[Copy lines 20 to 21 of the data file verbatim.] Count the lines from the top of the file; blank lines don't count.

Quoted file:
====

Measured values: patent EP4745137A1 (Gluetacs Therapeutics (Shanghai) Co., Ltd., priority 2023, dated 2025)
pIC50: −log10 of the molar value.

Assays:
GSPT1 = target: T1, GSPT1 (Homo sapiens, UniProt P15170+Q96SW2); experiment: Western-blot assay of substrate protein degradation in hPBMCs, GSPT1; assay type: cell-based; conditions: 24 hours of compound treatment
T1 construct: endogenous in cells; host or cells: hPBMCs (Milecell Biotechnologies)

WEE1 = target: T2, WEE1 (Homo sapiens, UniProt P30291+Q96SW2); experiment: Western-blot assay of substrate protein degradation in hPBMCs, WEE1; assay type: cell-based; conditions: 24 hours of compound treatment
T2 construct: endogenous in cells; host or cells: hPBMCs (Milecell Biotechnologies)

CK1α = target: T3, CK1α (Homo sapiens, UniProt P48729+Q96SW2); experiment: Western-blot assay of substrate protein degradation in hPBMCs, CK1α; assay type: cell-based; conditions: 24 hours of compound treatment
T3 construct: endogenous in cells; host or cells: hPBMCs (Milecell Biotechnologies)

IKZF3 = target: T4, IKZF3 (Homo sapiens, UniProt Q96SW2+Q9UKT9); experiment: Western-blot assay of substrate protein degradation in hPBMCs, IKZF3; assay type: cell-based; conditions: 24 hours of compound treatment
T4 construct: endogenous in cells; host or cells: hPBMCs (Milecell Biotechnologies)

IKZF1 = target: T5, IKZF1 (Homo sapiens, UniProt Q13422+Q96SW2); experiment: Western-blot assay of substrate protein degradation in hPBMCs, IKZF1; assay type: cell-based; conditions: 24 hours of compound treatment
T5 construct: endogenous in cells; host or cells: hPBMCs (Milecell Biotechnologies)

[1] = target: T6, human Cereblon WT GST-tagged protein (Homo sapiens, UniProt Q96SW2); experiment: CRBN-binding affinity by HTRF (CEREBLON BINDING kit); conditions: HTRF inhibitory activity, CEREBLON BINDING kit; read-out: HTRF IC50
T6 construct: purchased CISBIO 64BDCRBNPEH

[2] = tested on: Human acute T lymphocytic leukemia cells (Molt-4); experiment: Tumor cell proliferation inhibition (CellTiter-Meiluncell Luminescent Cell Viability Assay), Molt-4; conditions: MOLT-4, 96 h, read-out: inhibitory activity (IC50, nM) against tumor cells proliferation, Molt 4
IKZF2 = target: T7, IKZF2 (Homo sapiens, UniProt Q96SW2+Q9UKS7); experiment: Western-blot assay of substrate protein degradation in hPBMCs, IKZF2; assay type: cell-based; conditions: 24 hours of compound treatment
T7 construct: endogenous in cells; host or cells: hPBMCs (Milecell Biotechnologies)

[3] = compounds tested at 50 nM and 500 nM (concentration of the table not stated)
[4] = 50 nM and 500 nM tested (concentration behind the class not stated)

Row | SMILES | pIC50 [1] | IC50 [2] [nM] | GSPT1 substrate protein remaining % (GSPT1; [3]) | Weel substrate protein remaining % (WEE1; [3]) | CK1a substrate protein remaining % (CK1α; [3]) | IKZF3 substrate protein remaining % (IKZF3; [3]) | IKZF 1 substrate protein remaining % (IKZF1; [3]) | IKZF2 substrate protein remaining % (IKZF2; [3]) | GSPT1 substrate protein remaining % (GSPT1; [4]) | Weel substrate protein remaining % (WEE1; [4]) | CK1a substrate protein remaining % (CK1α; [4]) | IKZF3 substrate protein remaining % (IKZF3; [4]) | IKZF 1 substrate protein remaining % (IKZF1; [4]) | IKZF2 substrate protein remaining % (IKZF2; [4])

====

[4] = 50 nM and 500 nM tested (concentration behind the class not stated)

Row | SMILES | pIC50 [1] | IC50 [2] [nM] | GSPT1 substrate protein remaining % (GSPT1; [3]) | Weel substrate protein remaining % (WEE1; [3]) | CK1a substrate protein remaining % (CK1α; [3]) | IKZF3 substrate protein remaining % (IKZF3; [3]) | IKZF 1 substrate protein remaining % (IKZF1; [3]) | IKZF2 substrate protein remaining % (IKZF2; [3]) | GSPT1 substrate protein remaining % (GSPT1; [4]) | Weel substrate protein remaining % (WEE1; [4]) | CK1a substrate protein remaining % (CK1α; [4]) | IKZF3 substrate protein remaining % (IKZF3; [4]) | IKZF 1 substrate protein remaining % (IKZF1; [4]) | IKZF2 substrate protein remaining % (IKZF2; [4])